Check if the key is present as a singleton or as a pair.
key – The value to check for in the comments.
True if the key was provided as a singleton or as a key value pair. False otherwise.
meta_value(key: str) → Optional[str][source]¶
Returns the value associated with the key in the metadata (comments).
key – The key whose value to look up.
The value associated with the key as a string. If the key is a singleton then None is returned.
KeyError – If the key is not present in the comments.
remove_meta(key: str) → None[source]¶
Remove a metadata element associated with the Sentence.
key – The name of the metadata / comment.
KeyError – If the key is not present in the Sentence metadata.
ValueError – If the text key is provided, regardless of presence.
set_meta(key: str, value: Optional[str] = None) → None[source]¶
Set or add the metadata or comments associated with this Sentence.
key – The key for the comment.
value – The value to associate with the key. If the comment is a singleton, this field can be ignored or set to None.
Get the continuous text for this sentence. Read-only.
The continuous text of this sentence. If none is provided in comments, then None is returned.
to_tree() → pyconll.tree.tree.Tree[pyconll.unit.token.Token][source]¶
Creates a Tree data structure from the current sentence.
An empty sentence will cannot be converted into a Tree and will throw an exception. The children for a node in the tree are ordered as they appear in the sentence. So the earliest child of a token appears first in the token’s children in the tree.
Each Tree node has a data member that references the actual Token represented by the node. Multiword tokens are not included in the tree since they are more like virtual Tokens and do not participate in any dependency relationships or carry much value in dependency relations.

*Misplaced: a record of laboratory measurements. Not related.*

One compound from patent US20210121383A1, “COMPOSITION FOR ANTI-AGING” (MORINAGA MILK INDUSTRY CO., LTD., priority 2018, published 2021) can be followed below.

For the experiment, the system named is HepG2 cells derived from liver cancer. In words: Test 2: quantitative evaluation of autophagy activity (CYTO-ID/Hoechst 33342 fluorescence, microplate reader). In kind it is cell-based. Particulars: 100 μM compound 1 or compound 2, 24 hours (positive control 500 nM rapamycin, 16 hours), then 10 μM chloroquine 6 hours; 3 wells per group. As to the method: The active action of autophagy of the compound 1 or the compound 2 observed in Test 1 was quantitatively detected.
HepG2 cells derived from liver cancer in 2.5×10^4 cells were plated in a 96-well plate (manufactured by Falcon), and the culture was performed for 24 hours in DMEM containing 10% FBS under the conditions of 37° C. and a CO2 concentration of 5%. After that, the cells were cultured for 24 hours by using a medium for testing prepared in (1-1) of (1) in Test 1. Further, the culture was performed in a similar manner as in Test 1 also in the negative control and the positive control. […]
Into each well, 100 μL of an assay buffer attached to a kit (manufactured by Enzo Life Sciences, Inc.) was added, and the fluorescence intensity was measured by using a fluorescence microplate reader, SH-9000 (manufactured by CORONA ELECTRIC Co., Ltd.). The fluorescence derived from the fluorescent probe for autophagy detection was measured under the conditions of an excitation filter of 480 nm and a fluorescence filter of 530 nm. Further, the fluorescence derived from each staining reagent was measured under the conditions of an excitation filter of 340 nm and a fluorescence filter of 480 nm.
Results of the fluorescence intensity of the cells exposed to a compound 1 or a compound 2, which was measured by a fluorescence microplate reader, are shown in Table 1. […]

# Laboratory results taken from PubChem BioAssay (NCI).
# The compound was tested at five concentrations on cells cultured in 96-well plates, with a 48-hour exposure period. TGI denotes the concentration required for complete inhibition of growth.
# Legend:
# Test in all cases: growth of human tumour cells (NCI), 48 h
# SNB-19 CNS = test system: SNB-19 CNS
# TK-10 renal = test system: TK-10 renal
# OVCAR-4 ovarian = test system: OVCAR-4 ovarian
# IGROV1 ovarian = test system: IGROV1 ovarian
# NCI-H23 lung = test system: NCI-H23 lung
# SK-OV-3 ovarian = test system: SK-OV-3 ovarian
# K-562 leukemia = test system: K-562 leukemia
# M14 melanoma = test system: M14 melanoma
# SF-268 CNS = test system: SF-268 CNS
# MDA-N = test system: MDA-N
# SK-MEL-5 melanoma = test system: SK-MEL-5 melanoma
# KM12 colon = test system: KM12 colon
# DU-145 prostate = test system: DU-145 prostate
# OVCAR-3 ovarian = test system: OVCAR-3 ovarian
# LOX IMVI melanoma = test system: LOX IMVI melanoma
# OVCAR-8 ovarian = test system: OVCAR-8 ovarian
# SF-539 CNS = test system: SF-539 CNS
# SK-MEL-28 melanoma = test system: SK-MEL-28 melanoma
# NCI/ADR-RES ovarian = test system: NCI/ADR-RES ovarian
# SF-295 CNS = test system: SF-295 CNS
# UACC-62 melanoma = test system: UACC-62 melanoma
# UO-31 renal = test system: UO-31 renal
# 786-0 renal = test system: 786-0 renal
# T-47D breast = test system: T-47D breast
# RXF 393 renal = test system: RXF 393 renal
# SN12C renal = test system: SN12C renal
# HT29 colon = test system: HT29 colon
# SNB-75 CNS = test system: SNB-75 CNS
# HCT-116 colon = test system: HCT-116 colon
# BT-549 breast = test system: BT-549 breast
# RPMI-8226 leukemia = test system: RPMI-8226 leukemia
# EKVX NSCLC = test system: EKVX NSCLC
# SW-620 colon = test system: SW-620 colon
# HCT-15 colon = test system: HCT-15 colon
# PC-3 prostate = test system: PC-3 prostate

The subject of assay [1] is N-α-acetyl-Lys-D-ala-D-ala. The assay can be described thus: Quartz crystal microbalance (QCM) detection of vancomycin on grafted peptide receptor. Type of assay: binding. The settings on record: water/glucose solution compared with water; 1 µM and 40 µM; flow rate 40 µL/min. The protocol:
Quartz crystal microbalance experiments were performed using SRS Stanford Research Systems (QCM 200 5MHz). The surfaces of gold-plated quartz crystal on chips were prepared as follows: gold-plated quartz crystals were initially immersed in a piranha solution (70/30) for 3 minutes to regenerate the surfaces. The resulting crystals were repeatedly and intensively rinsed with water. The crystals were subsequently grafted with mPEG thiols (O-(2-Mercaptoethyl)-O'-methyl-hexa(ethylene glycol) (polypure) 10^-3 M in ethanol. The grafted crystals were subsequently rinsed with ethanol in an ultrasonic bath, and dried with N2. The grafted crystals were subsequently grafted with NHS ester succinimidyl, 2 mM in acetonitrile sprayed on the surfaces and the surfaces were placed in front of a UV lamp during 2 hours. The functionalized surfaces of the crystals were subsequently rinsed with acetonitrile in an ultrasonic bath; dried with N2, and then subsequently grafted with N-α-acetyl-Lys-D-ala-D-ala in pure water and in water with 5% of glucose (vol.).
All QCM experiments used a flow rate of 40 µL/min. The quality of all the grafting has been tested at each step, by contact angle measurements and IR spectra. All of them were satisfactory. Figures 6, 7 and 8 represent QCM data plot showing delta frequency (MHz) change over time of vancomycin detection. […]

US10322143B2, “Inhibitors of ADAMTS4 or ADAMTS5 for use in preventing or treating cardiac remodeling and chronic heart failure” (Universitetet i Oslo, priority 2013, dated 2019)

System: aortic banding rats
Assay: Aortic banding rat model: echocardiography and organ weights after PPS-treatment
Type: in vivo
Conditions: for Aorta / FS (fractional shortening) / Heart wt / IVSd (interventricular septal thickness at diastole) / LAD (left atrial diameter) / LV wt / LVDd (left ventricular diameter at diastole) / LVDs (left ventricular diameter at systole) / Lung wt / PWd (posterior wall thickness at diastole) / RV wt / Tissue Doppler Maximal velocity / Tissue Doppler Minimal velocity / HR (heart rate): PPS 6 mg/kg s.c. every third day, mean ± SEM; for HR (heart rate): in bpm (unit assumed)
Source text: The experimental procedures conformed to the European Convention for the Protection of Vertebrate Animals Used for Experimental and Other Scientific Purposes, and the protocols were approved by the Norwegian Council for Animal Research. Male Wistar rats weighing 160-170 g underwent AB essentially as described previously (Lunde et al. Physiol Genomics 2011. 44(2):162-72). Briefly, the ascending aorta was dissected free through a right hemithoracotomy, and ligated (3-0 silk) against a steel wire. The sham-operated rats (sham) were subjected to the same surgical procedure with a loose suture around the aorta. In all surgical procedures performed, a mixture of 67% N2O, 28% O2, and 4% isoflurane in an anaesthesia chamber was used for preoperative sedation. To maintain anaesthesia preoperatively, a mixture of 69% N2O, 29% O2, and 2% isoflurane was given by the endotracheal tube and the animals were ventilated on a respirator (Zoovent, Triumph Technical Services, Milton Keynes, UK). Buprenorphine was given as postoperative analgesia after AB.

A constructed Tree that represents the dependency graph of the sentence.
ValueError – If the sentence can not be made into a tree because a token has an empty head value or if there is no root token.
Comments are treated as key-value pairs, separated by the
=character. A singleton comment has no
=present. In this situation the key is the comment string, and the value is
None. Methods for reading and writing cmoments on Sentences are prefixed with
meta_, and are found below.
For convenience, the id and text comments are accessible through member properties on the Sentence in addition to metadata methods. So
sentence.meta_value('id')are equivalent but the former is more concise and readable. Since this API does not support changing a token’s form, the
textcomment cannot be changed. Text translations or transliterations can still be added just like any other comment.
Document and Paragraph ID¶
In previous versions of pyconll, the document and paragraph id of a Sentence were extracted similar to text and id information. This causes strange results and semantics when adding Sentences to a Conll object since the added sentence may have a
newdoccomment which affects all subsequent Sentence ids. For simplicity’s sake, this information is now only directly available as normal metadata information.